Former President Robert Mugabe has died. The 95-year-old was at a hospital in Singapore where he had been ill for an extended period of time.
He died in the early hours of Friday morning.
Meanwhile, a close ally of President Mugabe, Professor Jonathan Moyo posted a cryptic message on his Twitter handle. He said:
A dark cloud has enveloped Zimbabwe. The Lord gave, and the Lord has taken away; Blessed be the name of the Lord!
President Mugabe’s relatives reportedly left the country yesterday for Singapore where he is said to have been on life support for some time.
Another Mugabe close ally, National Patriotic Front (NPF) spokesperson, Jealousy Mawarire tweeted:
A dark day!!! Aaaah, my God!
An obituary by BBC World Service traces Mugabe’s political career from his nonage to his death as a nonagenarian. It ends with these lines:
With speculation that his wife, Grace, was poised to take control in the event of his death in office, Mugabe announced in 2015 that he fully intended to fight the 2018 elections, by which time he would be 94.
And, to allay any doubt remaining among possible successors, he announced in February 2016 that he would remain in power “until God says ‘come'”.
In the event, it wasn’t God but units of the Zimbabwe National Army which came for Robert Mugabe. On 15 November 2017, he was placed under house arrest and, four days later, replaced as the leader of Zanu-PF by his former vice-president, Emmerson Mnangagwa.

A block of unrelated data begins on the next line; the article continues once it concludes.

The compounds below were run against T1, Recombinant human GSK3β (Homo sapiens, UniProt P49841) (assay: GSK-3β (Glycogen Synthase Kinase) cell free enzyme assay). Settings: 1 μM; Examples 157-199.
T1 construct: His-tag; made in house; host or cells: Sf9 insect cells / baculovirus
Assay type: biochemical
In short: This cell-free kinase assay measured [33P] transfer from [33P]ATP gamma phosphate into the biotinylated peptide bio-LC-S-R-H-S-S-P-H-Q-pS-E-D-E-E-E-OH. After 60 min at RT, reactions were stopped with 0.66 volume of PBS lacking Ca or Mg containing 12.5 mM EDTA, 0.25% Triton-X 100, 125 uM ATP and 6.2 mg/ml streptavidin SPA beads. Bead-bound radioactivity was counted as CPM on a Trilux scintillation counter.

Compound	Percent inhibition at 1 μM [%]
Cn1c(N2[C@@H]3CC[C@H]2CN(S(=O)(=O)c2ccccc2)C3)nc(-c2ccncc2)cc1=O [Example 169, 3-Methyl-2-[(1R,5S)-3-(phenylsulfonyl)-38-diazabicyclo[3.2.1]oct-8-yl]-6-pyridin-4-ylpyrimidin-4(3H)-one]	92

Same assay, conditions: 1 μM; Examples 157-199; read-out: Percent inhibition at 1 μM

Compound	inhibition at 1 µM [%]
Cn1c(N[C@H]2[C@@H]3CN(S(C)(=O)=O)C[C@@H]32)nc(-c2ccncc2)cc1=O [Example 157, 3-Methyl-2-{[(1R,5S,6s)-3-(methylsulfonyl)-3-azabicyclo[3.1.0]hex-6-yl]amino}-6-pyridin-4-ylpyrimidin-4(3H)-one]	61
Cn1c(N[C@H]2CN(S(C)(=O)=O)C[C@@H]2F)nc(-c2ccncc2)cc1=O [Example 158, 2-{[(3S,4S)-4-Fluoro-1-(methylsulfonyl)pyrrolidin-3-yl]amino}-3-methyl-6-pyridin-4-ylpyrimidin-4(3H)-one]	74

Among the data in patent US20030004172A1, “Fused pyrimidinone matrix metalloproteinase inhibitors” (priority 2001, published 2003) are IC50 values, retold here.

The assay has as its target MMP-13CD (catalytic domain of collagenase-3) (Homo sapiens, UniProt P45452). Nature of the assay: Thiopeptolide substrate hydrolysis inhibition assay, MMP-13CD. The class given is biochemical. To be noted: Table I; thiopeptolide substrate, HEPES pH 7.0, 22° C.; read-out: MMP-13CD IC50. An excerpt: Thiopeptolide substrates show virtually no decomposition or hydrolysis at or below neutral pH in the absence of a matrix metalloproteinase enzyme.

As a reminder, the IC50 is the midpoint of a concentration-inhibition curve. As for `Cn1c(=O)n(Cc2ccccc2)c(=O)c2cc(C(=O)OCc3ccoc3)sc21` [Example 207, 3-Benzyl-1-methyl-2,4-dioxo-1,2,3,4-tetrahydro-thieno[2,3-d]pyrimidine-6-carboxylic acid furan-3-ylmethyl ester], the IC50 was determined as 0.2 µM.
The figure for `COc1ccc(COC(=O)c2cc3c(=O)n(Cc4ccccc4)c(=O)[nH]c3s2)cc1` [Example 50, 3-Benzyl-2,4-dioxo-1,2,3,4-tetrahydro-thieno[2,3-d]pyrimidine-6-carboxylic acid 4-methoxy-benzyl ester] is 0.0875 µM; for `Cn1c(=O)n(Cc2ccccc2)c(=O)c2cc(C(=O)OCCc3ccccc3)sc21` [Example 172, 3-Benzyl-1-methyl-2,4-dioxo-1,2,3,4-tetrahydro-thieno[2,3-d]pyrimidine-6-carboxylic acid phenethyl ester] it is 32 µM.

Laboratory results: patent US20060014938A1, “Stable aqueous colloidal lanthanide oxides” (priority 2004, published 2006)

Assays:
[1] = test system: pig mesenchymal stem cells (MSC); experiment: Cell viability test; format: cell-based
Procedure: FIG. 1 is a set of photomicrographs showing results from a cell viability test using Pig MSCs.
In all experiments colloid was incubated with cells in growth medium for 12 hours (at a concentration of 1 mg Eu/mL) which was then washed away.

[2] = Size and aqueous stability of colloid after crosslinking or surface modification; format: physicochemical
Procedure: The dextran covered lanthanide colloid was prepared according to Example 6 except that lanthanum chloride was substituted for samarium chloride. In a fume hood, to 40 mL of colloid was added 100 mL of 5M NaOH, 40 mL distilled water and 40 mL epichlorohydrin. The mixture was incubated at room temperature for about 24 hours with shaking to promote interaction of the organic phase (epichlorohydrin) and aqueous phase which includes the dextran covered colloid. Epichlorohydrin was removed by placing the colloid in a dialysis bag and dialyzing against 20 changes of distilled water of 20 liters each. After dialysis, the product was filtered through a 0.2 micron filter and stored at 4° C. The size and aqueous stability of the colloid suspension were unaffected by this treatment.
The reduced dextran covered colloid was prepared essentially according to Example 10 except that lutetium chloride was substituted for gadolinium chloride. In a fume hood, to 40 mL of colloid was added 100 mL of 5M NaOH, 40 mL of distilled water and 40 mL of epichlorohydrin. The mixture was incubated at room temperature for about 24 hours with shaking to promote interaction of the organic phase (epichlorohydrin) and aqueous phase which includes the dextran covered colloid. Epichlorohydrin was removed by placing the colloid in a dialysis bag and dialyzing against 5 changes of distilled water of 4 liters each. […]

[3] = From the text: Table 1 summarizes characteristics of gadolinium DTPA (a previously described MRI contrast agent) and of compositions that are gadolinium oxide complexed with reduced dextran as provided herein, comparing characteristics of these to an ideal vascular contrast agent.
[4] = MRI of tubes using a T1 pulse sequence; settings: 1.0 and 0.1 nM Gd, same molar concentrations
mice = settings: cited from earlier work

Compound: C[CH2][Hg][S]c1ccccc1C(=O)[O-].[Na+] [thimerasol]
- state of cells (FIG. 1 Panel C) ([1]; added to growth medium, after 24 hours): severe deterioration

Defiant to the end Mugabe refused to resign, But, on 21 November, as a motion to impeach him was being debated in the Zimbabwean parliament, the speaker of the House of Assembly announced that Robert Mugabe had finally resigned.
Mugabe negotiated a deal which protected him and his family from the risk of future prosecution and enabled him to retain his various business interests. He was also granted a house, servants, vehicles and full diplomatic status.
Ascetic in manner, Robert Mugabe dressed conservatively and drank no alcohol. He viewed both friend and foe with a scepticism verging on the paranoid.
The man who had been hailed as the hero of Africa’s struggle to throw off colonialism had turned into a dictator, trampling over human rights and turning a once prosperous country into an economic basket case.
His legacy is likely to haunt Zimbabwe for years.
More: BBC News
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